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Date:   Thu, 21 May 2020 04:41:15 -0700
From:   Matthew Wilcox <willy@...radead.org>
To:     Dan Williams <dan.j.williams@...el.com>
Cc:     Greg KH <gregkh@...uxfoundation.org>,
        Arnd Bergmann <arnd@...db.de>, Ingo Molnar <mingo@...hat.com>,
        Kees Cook <keescook@...omium.org>,
        Russell King <linux@....linux.org.uk>,
        Andrew Morton <akpm@...ux-foundation.org>,
        Linux Kernel Mailing List <linux-kernel@...r.kernel.org>,
        Linux MM <linux-mm@...ck.org>
Subject: Re: [PATCH v3] /dev/mem: Revoke mappings when a driver claims the
 region

On Wed, May 20, 2020 at 09:39:49PM -0700, Dan Williams wrote:
> On Wed, May 20, 2020 at 9:37 PM Dan Williams <dan.j.williams@...el.com> wrote:
> > On Wed, May 20, 2020 at 7:26 PM Matthew Wilcox <willy@...radead.org> wrote:
> > > On Wed, May 20, 2020 at 06:35:25PM -0700, Dan Williams wrote:
> > > > +static struct inode *devmem_inode;
> > > > +
> > > > +#ifdef CONFIG_IO_STRICT_DEVMEM
> > > > +void revoke_devmem(struct resource *res)
> > > > +{
> > > > +     struct inode *inode = READ_ONCE(devmem_inode);
> > > > +
> > > > +     /*
> > > > +      * Check that the initialization has completed. Losing the race
> > > > +      * is ok because it means drivers are claiming resources before
> > > > +      * the fs_initcall level of init and prevent /dev/mem from
> > > > +      * establishing mappings.
> > > > +      */
> > > > +     smp_rmb();
> > > > +     if (!inode)
> > > > +             return;
> > >
> > > But we don't need the smp_rmb() here, right?  READ_ONCE and WRITE_ONCE
> > > are a DATA DEPENDENCY barrier (in Documentation/memory-barriers.txt parlance)
> > > so the smp_rmb() is superfluous ...
> >
> > Is it? I did not grok that from Documentation/memory-barriers.txt.
> > READ_ONCE and WRITE_ONCE are certainly ordered with respect to each
> > other in the same function, but I thought they still depend on
> > barriers for smp ordering?
> >
> > > > +
> > > > +     /* publish /dev/mem initialized */
> > > > +     smp_wmb();
> > > > +     WRITE_ONCE(devmem_inode, inode);
> > >
> > > As above, unnecessary barrier, I think.
> >
> > Well, if you're not sure, how sure should I be?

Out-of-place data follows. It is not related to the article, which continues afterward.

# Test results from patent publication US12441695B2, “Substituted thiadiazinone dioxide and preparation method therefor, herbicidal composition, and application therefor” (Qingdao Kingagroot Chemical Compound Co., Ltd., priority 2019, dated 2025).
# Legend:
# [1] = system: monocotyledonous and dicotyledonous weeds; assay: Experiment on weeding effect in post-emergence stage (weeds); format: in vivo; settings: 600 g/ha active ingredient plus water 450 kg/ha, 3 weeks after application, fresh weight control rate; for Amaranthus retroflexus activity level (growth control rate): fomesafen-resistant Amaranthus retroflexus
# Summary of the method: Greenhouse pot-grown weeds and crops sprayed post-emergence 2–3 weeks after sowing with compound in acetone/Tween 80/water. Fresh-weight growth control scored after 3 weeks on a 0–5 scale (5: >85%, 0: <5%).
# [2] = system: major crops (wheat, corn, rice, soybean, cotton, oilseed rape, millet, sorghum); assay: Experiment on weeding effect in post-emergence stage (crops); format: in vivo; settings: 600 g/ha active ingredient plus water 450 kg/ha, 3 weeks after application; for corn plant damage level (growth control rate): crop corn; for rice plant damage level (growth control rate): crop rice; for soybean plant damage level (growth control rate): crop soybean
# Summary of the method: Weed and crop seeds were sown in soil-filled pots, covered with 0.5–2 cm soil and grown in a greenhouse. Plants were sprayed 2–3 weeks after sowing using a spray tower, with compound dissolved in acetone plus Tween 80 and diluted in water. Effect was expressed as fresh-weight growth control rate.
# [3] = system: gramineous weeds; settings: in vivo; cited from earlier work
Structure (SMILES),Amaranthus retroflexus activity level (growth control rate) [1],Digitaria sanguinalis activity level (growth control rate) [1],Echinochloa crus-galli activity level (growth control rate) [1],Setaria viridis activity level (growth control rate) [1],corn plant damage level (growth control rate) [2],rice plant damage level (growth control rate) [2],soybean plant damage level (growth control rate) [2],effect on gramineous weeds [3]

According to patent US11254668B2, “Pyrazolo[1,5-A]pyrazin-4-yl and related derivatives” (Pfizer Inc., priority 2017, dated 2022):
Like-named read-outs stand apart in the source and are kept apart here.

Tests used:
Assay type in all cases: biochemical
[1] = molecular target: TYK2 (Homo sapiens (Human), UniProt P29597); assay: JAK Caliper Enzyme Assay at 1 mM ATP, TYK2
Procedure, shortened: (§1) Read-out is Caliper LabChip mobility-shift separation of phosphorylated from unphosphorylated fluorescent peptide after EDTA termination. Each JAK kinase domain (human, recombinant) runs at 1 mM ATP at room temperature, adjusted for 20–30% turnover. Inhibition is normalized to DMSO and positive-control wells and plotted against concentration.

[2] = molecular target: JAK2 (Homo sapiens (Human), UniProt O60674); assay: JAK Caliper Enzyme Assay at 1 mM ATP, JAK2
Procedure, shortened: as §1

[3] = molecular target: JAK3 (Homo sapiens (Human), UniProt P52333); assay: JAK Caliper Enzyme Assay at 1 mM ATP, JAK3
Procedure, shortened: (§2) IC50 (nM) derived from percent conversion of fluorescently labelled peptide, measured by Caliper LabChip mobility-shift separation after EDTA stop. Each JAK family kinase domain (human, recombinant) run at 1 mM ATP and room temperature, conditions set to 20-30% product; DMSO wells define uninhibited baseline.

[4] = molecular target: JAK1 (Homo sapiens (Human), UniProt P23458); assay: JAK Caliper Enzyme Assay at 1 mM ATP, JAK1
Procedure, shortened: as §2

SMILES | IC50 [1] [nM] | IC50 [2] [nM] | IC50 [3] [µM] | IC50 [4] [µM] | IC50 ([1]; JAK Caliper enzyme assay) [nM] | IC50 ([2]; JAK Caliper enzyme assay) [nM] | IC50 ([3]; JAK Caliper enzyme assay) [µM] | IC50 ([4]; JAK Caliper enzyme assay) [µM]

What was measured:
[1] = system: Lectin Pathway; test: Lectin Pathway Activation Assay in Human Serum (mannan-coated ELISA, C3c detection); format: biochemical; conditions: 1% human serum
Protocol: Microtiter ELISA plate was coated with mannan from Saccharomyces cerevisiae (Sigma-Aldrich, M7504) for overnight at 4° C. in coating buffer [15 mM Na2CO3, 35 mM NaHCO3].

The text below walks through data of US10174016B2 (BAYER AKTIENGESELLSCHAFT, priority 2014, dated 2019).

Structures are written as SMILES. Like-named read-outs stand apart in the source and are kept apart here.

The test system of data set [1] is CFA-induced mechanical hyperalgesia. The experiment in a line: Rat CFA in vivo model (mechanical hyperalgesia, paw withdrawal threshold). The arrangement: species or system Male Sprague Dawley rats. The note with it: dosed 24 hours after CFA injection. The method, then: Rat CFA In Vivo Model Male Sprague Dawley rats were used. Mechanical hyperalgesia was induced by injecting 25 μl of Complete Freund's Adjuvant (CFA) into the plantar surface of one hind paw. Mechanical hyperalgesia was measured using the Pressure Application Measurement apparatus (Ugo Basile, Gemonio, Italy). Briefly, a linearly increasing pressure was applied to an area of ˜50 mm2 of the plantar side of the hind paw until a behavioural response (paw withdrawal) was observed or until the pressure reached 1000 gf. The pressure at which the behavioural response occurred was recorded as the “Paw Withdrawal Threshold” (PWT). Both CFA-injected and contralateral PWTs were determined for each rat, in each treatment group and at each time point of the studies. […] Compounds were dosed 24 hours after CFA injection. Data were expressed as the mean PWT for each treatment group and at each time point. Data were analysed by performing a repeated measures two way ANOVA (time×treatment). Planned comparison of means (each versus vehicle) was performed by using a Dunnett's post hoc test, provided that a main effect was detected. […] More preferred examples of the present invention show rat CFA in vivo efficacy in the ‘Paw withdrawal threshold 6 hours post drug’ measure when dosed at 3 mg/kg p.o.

> 
> I'm pretty sure they are needed, because I need the prior writes to
> initialize the inode to be fenced before the final write to publish
> the inode. I don't think WRITE_ONCE() enforces that prior writes have
> completed.

Completed, no, but I think it does enforce that they're visible to other
CPUs before this write is visible to other CPUs.

I'll quote relevant bits from the document ...

 (2) Data dependency barriers.

     A data dependency barrier is a weaker form of read barrier.  In the case
     where two loads are performed such that the second depends on the result
     of the first (eg: the first load retrieves the address to which the second
     load will be directed), a data dependency barrier would be required to
     make sure that the target of the second load is updated after the address
     obtained by the first load is accessed.

[...]
SMP BARRIER PAIRING
-------------------
[...]
        CPU 1                 CPU 2
        ===============       ===============================
        a = 1;
        <write barrier>
        WRITE_ONCE(b, &a);    x = READ_ONCE(b);
                              <data dependency barrier>
                              y = *x;


> > >
> > > > +     /*
> > > > +      * Use a unified address space to have a single point to manage
> > > > +      * revocations when drivers want to take over a /dev/mem mapped
> > > > +      * range.
> > > > +      */
> > > > +     inode->i_mapping = devmem_inode->i_mapping;
> > > > +     inode->i_mapping->host = devmem_inode;
> > >
> > > umm ... devmem_inode->i_mapping->host doesn't already point to devmem_inode?
> >
> > Not if inode is coming from:
> >
> >      mknod ./newmem c 1 1
> >
> > ...that's the problem that a unified inode solves. You can mknod all
> > you want, but mapping and mapping->host will point to a common
> > instance.

I don't think I explained myself well enough.

When we initialise devmem_inode, does devmem_inode->i_mapping->host point
to somewhere other than devmem_inode?

I appreciate in this function, inode->i_mapping->host will point to inode.
But we're now changing i_mapping to be devmem_inode's i_mapping.  Why
do we need to change devmem_inode's i_mapping->host pointer?

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